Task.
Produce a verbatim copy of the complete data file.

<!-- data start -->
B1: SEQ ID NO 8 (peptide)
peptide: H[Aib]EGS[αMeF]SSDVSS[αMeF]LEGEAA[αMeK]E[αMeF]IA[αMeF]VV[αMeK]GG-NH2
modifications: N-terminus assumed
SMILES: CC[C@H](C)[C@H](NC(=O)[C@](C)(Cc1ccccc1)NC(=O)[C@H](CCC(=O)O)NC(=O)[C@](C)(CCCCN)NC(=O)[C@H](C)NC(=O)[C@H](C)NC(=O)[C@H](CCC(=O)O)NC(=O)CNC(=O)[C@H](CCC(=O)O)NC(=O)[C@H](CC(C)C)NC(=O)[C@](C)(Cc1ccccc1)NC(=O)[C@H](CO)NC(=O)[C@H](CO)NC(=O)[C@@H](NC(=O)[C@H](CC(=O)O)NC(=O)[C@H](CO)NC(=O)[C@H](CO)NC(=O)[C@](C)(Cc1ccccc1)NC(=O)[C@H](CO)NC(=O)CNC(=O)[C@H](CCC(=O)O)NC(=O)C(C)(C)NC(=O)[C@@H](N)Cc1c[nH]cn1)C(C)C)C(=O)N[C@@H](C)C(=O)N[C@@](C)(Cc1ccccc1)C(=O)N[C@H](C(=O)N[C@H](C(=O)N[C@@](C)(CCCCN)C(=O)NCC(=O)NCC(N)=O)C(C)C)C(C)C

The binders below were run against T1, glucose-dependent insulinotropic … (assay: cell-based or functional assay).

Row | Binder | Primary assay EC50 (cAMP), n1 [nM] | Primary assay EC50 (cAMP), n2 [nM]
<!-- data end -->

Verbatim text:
B1: SEQ ID NO 8 (peptide)
peptide: H[Aib]EGS[αMeF]SSDVSS[αMeF]LEGEAA[αMeK]E[αMeF]IA[αMeF]VV[αMeK]GG-NH2
modifications: N-terminus assumed
SMILES: CC[C@H](C)[C@H](NC(=O)[C@](C)(Cc1ccccc1)NC(=O)[C@H](CCC(=O)O)NC(=O)[C@](C)(CCCCN)NC(=O)[C@H](C)NC(=O)[C@H](C)NC(=O)[C@H](CCC(=O)O)NC(=O)CNC(=O)[C@H](CCC(=O)O)NC(=O)[C@H](CC(C)C)NC(=O)[C@](C)(Cc1ccccc1)NC(=O)[C@H](CO)NC(=O)[C@H](CO)NC(=O)[C@@H](NC(=O)[C@H](CC(=O)O)NC(=O)[C@H](CO)NC(=O)[C@H](CO)NC(=O)[C@](C)(Cc1ccccc1)NC(=O)[C@H](CO)NC(=O)CNC(=O)[C@H](CCC(=O)O)NC(=O)C(C)(C)NC(=O)[C@@H](N)Cc1c[nH]cn1)C(C)C)C(=O)N[C@@H](C)C(=O)N[C@@](C)(Cc1ccccc1)C(=O)N[C@H](C(=O)N[C@H](C(=O)N[C@@](C)(CCCCN)C(=O)NCC(=O)NCC(N)=O)C(C)C)C(C)C

The binders below were run against T1, glucose-dependent insulinotropic … (assay: cell-based or functional assay).

Row | Binder | Primary assay EC50 (cAMP), n1 [nM] | Primary assay EC50 (cAMP), n2 [nM]